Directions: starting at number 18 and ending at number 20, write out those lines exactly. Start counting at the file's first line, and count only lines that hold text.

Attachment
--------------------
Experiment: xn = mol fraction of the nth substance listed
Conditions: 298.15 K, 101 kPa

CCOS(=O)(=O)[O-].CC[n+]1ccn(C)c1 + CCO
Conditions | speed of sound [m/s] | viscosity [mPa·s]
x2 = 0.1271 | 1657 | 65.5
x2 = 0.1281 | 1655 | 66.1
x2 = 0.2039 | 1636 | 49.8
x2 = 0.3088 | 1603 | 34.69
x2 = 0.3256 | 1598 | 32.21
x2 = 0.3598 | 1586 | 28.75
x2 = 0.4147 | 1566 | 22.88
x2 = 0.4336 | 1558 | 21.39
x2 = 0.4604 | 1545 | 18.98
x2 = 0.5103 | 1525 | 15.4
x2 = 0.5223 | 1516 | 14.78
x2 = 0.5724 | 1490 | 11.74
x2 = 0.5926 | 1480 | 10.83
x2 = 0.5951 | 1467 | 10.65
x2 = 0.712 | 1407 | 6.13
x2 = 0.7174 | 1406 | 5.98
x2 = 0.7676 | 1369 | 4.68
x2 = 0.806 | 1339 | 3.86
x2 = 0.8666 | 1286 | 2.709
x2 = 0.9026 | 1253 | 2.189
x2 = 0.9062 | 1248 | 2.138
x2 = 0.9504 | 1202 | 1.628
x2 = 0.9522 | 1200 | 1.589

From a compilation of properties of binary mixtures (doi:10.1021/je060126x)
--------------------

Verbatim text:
x2 = 0.5951 | 1467 | 10.65
x2 = 0.712 | 1407 | 6.13
x2 = 0.7174 | 1406 | 5.98